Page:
I’m still not sure why they call it the “Netherlands” now, I like Holland better so I’ll call it Holland. So there.
Like most people, we headed for Amsterdam. Amsterdam was an awesome city. From the second you leave the main terminal / train station you’re at the foot of many attractions. We checked out the Heinekin factory, a sex museum (a weird venue anywhere but Amsterdam), the Van Gough museum, Anne Frank house, and a few more sites all within walking distance.
Things were relatively cheap too, at least for our travel style. We ate at restaurants far from the main toursity areas and didn’t pay any more than we were used to paying back home in Edmonton, Alberta. We also took local transit which was only a few Euros per trip. As for hotels, we went the hostel route. Our hostel wasn’t anything glamorous (as expected) but was a safe roof over our head and a lot of European hostels include free breakfast which was pretty decent.
ALL of the people we met, whether they be locals, store owners, transit workers or pub bartenders were extremely friendly. For a place so overpopulated at times with tourists you’d expect the locals to get sick of answering the same questions every day, but like I said – we found everyone friendly and very casual to talk to.
Good to Know
Not sure if this is JUST Amsterdam or a Europe thing, but apparently it’s not “cool” to wear a hoodie in Europe. People don’t usually wear them. One evening we approached a large crowd of people in a square in Amsterdam, not really knowing what the deal was. We thought maybe there was a band about to setup & play, or maybe a celebration was about to begin… anyway – we were wearing hoodies with the hoods drawn over our heads and were stopped by a couple local girls. They told us to take our hoodies off because only hoodlums and trouble-makers wear hoodies. We only realised at that moment that the crowd of people was actually a crowd of protesters about to start a march, and there were police everywhere. These locals assured us that the hoodies would have painted a large target on our foreheads and the police would have singled us out as troublemakers. The march started and we followed keeping a safe distance (with our hoodies off) and for the most part it was a peaceful protest, only a few ringleaders wearing balaclavas and starting small fires in the streets.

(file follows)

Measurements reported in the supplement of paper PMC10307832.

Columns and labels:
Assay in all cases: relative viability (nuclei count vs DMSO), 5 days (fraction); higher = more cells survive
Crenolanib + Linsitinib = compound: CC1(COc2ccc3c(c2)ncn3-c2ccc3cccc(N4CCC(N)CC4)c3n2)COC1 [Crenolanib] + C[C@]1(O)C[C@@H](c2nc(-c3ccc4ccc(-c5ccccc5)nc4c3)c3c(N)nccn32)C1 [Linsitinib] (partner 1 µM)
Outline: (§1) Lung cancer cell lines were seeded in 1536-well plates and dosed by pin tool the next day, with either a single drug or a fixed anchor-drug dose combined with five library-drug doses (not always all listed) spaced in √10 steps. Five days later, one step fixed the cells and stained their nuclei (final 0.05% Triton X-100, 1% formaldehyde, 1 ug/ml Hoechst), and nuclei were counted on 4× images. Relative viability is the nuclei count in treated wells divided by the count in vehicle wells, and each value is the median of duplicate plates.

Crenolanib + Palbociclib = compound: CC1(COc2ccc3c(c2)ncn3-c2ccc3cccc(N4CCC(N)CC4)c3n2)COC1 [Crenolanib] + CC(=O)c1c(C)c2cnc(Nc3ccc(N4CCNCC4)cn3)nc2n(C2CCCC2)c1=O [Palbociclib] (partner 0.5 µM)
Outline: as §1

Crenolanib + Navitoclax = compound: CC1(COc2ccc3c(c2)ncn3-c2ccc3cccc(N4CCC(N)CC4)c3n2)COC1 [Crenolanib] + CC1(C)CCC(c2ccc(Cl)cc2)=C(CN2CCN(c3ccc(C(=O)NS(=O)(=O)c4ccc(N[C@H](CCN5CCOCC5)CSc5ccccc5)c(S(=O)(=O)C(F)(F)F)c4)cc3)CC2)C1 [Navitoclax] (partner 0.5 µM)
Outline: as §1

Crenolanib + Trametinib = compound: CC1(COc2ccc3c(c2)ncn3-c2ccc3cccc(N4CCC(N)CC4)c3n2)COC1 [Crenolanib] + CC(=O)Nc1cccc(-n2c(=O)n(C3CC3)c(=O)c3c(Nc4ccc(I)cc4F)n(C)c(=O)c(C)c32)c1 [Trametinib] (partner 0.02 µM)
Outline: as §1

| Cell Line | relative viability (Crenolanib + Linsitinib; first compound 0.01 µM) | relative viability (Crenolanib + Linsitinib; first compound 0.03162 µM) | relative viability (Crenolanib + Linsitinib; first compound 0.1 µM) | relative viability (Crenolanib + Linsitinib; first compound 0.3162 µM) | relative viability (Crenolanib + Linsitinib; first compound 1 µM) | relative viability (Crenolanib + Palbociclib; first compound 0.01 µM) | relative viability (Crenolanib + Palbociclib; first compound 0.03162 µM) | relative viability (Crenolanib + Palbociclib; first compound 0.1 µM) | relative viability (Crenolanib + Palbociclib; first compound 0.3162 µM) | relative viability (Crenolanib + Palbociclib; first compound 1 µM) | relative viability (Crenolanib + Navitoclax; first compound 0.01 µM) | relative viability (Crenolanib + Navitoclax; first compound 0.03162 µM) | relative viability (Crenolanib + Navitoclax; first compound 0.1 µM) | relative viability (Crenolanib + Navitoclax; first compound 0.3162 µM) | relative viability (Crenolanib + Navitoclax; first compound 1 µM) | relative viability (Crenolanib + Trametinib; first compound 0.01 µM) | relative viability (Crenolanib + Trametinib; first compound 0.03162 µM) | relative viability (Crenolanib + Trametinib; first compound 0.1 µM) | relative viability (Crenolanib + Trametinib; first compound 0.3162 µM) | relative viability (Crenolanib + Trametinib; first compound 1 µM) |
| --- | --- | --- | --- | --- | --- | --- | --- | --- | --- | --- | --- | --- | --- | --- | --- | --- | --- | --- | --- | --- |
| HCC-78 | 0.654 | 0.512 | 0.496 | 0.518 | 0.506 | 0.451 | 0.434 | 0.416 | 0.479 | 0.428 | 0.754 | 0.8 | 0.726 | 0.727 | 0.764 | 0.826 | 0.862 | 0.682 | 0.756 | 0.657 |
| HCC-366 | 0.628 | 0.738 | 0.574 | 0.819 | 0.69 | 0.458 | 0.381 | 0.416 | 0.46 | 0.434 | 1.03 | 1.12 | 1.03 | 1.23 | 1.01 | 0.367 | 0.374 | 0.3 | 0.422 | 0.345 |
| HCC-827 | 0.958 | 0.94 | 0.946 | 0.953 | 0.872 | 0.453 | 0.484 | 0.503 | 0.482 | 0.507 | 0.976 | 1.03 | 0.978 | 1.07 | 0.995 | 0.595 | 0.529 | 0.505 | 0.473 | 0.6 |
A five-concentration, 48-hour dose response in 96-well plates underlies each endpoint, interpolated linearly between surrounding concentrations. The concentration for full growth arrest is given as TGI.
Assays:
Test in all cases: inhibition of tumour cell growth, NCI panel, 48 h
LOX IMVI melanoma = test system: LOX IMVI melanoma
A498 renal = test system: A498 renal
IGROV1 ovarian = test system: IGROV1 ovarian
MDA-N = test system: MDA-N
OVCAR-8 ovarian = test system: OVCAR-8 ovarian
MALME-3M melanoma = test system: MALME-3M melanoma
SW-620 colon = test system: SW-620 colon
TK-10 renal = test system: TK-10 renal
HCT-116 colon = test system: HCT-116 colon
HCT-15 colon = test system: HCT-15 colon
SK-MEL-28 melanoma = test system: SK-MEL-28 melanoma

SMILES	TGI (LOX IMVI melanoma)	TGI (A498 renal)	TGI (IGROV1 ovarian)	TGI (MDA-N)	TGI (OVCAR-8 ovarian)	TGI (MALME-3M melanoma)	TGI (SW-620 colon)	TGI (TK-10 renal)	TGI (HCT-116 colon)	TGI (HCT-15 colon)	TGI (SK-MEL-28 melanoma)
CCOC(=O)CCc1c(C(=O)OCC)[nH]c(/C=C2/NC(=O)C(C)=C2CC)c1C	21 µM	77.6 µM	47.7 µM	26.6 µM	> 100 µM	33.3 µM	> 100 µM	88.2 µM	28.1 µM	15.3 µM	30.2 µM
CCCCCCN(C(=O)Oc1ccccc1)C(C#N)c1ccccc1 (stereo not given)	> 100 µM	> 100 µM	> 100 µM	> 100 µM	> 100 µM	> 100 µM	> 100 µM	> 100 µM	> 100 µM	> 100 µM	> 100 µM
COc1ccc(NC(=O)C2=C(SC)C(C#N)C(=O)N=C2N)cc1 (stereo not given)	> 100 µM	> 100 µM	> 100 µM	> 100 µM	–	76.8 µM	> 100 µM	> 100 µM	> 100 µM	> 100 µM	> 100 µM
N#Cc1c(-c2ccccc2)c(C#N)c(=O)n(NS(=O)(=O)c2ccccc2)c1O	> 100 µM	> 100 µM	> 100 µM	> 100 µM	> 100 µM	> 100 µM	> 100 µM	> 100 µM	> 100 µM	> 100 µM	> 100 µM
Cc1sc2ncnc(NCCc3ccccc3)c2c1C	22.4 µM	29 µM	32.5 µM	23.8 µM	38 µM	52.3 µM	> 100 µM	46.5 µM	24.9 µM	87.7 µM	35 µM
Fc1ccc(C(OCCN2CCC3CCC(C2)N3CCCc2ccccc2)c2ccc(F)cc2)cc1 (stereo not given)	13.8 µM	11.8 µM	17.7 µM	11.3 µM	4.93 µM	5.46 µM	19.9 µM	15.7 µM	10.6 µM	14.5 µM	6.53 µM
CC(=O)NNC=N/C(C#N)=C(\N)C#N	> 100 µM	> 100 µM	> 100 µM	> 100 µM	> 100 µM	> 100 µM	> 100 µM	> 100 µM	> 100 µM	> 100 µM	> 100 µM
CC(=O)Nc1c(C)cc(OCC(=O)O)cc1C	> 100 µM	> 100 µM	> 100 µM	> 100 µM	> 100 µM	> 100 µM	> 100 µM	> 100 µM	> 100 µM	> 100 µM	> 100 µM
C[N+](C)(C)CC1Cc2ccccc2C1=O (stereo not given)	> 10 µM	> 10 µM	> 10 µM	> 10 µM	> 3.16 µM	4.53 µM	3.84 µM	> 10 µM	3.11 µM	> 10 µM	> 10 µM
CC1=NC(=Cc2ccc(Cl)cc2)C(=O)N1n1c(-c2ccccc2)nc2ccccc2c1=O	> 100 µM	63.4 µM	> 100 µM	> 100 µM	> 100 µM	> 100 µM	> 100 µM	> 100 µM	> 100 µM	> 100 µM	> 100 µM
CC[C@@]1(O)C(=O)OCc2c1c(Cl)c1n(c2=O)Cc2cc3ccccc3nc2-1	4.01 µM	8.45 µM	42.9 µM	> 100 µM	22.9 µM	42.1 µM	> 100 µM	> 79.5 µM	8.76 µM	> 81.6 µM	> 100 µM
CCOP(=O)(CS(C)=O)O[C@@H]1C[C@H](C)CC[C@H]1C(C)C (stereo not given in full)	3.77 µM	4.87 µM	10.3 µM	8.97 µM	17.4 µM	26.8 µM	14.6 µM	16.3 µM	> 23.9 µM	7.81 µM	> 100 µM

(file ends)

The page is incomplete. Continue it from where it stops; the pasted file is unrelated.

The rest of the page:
I heard that the red light districts in Amsterdam were pretty dodgy. However, we found them to be only a few steps away from the main streets (where you’d find H&M stores, Starbucks, etc), and even saw a pack of school kids walking through one of the red light districts on some kind of field trip. There was the odd guy trying to sell us drugs under the radar, but for the most part it felt very clean, safe and regulated enough to scare away most of the dodgy individuals.
We also heard that you could buy marijuana/pot and mushrooms from local retail just about anywhere. This was true. If pot and mushrooms are your sort of thing you’ll love Amsterdam. Buying these drugs is just as common as buying milk from a grocery store.
The high-speed rail system in Holland and throughout Europe is awesome. You can get just about anywhere fast. I’ve used a 5-country EuroRail pass in Europe before, but never having stopped in Amsterdam. Once I was there, I felt the urge to visit more of Holland, perhaps spend a week travelling around to Rotterdam, and many other small towns within a short distance of each other. The regretful part is, it’s almost a waste to use a day of your EuroRail pass on short-leg trips like that (only an hour or two away) and better to use them for long-hauls (like Amsterdam to Paris, or Paris to Frankfurt, for example). When we priced out short-haul trips to ther towns via the local rail, it was upward of 50 euros each way. When you’re backpacking on budget in Europe, that adds up pretty quick. Needless to say we bypassed a lot of these little towns, but I’d like to go back one day. I’ve been told that many towns throughout Holland still look and feel like they did 50-100 years ago. Something becoming a rarity these days.